Muller also asserted that putting the cremains in an urn in a public place, such as a columbarium, marked with the person’s name, the same name with which the person was baptized and by which the person is called by God, “is an expression of belief in the ‘communion of saints,’ the unending unity in Christ of all the baptized, living and dead.”
In Section 6 of Ad resurgendum cum Christo, the faithful is prohibited from keeping the ashes in a domestic residence and dividing the remains among the family members.
“For the reasons given above, the conservation of the ashes of the departed in a domestic residence is not permitted. Only in grave and exceptional cases dependent on cultural conditions of a localized nature, may the Ordinary, in agreement with the Episcopal Conference or the Synod of Bishops of the Oriental Churches, concede permission for the conservation of the ashes of the departed in a domestic residence. Nonetheless, the ashes may not be divided among various family members, and due respect must be maintained regarding the circumstances of such a conservation.”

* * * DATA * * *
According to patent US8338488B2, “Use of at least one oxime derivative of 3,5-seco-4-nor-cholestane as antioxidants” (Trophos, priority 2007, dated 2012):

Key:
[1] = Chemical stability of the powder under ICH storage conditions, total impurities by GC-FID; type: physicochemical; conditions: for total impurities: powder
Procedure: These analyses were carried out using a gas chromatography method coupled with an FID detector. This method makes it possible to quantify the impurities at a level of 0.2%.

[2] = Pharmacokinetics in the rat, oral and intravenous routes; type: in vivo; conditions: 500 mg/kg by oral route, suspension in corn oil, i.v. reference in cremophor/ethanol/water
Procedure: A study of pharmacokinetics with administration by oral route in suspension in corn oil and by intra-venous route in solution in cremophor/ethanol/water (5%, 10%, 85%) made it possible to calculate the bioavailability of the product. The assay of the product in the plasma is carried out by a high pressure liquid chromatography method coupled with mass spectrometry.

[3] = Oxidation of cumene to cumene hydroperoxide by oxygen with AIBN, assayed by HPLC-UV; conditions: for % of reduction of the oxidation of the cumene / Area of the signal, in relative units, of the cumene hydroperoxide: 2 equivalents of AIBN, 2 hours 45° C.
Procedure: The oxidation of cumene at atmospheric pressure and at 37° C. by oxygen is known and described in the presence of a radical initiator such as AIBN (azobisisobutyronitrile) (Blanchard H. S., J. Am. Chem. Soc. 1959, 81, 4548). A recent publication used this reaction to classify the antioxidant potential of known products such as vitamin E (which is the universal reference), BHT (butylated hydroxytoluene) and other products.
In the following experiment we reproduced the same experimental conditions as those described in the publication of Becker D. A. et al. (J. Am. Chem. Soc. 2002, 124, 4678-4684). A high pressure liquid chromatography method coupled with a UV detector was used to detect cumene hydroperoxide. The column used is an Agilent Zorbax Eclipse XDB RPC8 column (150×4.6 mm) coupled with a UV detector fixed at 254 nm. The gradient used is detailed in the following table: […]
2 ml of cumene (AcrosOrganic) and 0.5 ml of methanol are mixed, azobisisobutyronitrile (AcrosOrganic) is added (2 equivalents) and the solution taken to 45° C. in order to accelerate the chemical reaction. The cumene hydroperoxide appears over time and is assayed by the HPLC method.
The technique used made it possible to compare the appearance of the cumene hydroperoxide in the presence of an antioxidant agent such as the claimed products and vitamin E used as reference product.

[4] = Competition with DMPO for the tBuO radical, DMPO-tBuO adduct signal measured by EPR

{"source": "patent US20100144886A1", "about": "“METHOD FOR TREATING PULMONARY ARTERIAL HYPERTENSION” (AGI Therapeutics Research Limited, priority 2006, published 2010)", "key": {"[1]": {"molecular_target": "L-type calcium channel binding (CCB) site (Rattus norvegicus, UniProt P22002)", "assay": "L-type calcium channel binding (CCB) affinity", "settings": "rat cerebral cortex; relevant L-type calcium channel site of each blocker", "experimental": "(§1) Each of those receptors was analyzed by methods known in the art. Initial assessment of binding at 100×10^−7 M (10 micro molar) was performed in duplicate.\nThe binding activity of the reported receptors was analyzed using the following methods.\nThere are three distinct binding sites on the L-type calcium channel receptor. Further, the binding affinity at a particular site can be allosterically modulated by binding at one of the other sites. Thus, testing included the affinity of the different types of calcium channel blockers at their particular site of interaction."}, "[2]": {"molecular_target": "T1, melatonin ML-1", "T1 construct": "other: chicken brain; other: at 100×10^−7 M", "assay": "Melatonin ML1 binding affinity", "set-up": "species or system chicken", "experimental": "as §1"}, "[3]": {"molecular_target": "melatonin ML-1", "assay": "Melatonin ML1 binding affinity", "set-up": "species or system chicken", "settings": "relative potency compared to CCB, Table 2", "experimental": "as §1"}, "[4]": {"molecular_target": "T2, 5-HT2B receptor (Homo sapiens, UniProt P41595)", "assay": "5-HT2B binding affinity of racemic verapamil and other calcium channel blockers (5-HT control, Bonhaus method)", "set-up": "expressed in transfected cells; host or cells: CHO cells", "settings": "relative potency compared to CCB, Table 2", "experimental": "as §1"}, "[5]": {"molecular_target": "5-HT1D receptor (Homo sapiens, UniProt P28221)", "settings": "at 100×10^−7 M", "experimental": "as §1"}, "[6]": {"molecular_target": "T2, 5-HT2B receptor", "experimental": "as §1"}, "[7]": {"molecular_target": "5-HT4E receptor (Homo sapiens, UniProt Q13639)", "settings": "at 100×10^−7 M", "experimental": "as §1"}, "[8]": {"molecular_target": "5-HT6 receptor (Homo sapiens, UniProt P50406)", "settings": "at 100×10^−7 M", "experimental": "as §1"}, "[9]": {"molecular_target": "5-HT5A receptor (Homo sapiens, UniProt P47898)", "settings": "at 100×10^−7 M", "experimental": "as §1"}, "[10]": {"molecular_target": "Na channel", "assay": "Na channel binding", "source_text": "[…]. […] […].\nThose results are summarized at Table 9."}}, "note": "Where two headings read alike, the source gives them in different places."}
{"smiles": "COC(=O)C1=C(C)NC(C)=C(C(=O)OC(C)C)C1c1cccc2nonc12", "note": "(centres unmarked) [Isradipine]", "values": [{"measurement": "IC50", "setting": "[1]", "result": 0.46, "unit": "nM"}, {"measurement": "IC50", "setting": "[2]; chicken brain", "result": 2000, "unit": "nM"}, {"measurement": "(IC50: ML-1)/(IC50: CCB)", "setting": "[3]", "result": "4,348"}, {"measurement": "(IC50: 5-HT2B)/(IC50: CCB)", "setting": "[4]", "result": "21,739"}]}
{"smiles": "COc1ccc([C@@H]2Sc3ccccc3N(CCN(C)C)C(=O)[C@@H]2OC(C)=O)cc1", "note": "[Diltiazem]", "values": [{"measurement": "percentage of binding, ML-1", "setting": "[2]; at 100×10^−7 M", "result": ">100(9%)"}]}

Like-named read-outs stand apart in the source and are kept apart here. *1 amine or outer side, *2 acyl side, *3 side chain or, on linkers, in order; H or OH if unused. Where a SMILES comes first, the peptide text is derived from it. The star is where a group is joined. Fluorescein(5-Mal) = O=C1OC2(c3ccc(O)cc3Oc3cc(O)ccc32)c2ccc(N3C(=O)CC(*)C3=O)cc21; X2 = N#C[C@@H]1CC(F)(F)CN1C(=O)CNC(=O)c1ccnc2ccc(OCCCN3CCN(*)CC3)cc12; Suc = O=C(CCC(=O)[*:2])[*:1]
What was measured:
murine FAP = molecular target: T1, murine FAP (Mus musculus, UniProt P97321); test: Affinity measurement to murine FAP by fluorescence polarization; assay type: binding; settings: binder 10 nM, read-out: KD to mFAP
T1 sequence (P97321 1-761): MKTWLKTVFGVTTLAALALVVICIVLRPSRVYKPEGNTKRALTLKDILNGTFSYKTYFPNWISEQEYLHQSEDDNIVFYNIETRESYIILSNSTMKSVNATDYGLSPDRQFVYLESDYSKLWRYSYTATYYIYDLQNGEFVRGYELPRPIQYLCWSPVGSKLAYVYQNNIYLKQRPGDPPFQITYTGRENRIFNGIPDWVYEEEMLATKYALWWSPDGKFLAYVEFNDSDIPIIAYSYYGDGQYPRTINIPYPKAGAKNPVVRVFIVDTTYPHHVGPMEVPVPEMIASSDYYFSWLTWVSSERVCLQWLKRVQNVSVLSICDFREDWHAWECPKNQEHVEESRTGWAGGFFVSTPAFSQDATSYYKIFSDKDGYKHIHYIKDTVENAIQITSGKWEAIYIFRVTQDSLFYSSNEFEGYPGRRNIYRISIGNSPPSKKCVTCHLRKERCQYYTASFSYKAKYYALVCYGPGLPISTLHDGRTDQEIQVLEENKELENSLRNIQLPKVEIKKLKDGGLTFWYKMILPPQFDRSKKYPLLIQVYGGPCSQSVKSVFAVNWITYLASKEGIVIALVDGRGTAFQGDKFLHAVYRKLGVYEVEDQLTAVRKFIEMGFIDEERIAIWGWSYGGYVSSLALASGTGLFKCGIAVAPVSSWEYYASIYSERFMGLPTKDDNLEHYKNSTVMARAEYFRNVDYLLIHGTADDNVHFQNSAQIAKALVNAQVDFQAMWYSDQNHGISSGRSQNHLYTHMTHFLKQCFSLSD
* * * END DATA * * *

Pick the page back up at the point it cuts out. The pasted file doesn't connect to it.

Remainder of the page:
Section 7 of Ad resurgendum cum Christo bans the practice of scattering the ashes of the departed anywhere and its preservation in the form of accessories.
“In order that every appearance of pantheism, naturalism or nihilism be avoided, it is not permitted to scatter the ashes of the faithful departed in the air, on land, at sea or in some other way, nor may they be preserved in mementos, pieces of jewelry or other objects. These courses of action cannot be legitimized by an appeal to the sanitary, social, or economic motives that may have occasioned the choice of cremation.”
The Eternal Crematory Corp., the country’s leading proponent of dignified and solemn preservation of cremated remains, was established in 1995. Its four branches are located inside the parks of sister company Eternal Gardens. The youngest, Saint Michael Crematory and Columbary at the park in Balagtas, Batangas City, opened in 2016.
Each of these crematories is equipped with modern and state-of-the-art cremation machines, which undergo regular preventive maintenance by trained personnel to ensure that they are always in the best working condition.
Besides cremation, Eternal Crematory also offers a wide selection of high-quality urns for storing the cremated ashes. It also provides beautifully designed crypts for the proper and acceptable conservation of cremains. The facilities, along with the other amenities that the company offers, are all for the convenience and peace of mind of the bereaved family.
Eternal Crematory is currently on an expansion drive in order to reach more Filipinos in other parts of the country. This is a timely move in light of the release of the guidelines by the Vatican. By building more columbaries, the company will be providing more Filipinos the proper place and means for the conservation of their loved ones’ cremated remains in accordance with the Christian Catholic faith.